dipole

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Related to dipolar: dipole moment, bipolar disorder
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  • noun

Synonyms for dipole

a pair of equal and opposite electric charges or magnetic poles separated by a small distance

an aerial half a wavelength long consisting of two rods connected to a transmission line at the center

References in periodicals archive ?
While so far, most work has focused on helium, researchers have recently turned to atomic gases -- in particular, those with strong dipolar interactions.
It is observed in PPTMP that there are interfacial polarization in the lower frequencies and dipolar polarization in the higher frequencies.
Instead, our planet's spin organizes the convective motions in the outer core to produce a strong dipolar field closely aligned with the rotation axis.
Again, we can easily see from the obtained formulas that if the up and down hyperpolarizabilities are equal, [[alpha].sub.eff] = 0 and a fcc bulk will not produce any dipolar SHG signal, and thus as in the case of bcc, no SHG can arise from the bulk of a fcc crystal.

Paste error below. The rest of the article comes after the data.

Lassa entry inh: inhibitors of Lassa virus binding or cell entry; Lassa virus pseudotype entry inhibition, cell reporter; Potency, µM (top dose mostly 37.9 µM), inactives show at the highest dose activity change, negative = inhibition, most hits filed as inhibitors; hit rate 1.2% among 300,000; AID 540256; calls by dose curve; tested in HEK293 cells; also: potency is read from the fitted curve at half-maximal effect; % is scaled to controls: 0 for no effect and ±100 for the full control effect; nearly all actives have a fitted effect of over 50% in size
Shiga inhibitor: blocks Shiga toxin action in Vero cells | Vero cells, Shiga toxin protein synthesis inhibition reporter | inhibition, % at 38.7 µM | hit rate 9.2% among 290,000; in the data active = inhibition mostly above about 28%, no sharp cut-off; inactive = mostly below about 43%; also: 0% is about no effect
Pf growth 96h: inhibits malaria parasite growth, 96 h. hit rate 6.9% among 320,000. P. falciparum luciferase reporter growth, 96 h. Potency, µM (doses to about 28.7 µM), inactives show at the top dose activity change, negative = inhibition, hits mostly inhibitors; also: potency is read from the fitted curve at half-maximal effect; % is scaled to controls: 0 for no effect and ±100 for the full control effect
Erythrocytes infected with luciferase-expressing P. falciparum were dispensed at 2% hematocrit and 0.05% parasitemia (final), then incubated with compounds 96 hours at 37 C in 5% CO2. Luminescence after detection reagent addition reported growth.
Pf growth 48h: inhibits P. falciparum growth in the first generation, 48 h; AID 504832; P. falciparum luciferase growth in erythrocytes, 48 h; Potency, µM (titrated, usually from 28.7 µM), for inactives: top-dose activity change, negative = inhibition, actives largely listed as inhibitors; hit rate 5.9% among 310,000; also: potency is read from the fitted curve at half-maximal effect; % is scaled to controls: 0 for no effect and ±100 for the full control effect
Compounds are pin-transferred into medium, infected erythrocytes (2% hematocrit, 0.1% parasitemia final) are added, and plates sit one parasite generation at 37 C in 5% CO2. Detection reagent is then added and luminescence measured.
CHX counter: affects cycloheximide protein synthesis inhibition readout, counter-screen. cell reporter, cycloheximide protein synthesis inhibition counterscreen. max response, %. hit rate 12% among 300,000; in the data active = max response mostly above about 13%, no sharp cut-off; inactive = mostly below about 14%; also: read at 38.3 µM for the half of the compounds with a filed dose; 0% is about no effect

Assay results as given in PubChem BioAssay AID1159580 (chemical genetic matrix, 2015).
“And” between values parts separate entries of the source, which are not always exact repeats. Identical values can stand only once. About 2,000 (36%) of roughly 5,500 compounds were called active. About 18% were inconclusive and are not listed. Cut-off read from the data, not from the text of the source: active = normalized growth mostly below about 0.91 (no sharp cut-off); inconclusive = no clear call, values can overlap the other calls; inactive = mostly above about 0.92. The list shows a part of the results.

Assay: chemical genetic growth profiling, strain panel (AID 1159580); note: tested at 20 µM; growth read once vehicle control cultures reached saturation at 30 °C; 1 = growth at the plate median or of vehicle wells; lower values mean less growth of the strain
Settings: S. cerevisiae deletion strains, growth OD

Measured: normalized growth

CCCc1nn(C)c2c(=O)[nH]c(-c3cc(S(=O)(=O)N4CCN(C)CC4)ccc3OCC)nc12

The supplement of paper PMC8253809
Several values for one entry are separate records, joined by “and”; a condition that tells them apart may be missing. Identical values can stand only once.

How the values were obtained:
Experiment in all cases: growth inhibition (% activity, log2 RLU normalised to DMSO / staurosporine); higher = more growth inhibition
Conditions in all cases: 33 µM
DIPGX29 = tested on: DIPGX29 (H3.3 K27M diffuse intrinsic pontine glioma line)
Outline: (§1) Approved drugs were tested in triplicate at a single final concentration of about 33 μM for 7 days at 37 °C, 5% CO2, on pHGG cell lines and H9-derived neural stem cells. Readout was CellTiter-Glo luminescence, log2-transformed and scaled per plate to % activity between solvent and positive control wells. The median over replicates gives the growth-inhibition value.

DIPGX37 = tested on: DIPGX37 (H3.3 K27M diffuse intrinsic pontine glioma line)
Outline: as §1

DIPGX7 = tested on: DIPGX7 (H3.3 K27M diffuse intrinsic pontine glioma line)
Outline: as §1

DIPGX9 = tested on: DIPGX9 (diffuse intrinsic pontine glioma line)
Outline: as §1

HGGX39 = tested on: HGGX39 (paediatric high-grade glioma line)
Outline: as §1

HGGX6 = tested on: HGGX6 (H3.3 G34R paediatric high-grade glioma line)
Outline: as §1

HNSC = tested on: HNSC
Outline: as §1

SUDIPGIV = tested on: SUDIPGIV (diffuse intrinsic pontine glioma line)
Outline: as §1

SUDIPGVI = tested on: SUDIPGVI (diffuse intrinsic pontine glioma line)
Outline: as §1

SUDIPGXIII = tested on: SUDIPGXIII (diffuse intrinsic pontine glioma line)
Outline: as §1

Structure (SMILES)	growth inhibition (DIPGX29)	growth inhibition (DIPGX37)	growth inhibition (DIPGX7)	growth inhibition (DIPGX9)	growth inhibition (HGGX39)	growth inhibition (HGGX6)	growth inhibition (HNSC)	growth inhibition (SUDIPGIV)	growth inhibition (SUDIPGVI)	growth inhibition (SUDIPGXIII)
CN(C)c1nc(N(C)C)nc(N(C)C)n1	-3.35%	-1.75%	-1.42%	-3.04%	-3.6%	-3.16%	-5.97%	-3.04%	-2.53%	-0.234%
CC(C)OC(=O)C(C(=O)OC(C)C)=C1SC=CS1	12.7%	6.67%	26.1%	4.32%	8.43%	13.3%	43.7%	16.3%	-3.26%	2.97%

These samples clearly display strong conductivity relaxation, which overwhelmed the dipolar relaxation associated with the long-range glass transition-related motions of the PANI and PS chains.
Since samples of food supplements have linewidths close to each other, there are dipolar interactions between free radicals in close values (Krakowian et al., 2014).
Terms like dipolar force, galactic clock, rectilinear, covalent bonds, codons, cortex, and catalysis find him at ease and brand his poetry rare and earthy.
Compounds with high and low dipolar moments could be extracted in various proportions by microwave extraction.
At 12 GHz, the dipolar ring mode is out phase with the e11 cavity mode [22] of the disk which causes a dark mode in the ring/disk cavity.
Strong dipolar interactions between the unpaired electrons of radicals broadened the EPR component (G1) with Gaussian shape.
For instance, the models suggest that around 1 billion years ago, Earth may have transitioned from a strong dipolar field to a weak magnetic field that fluctuated wildly in terms of intensity and direction and originated from several poles.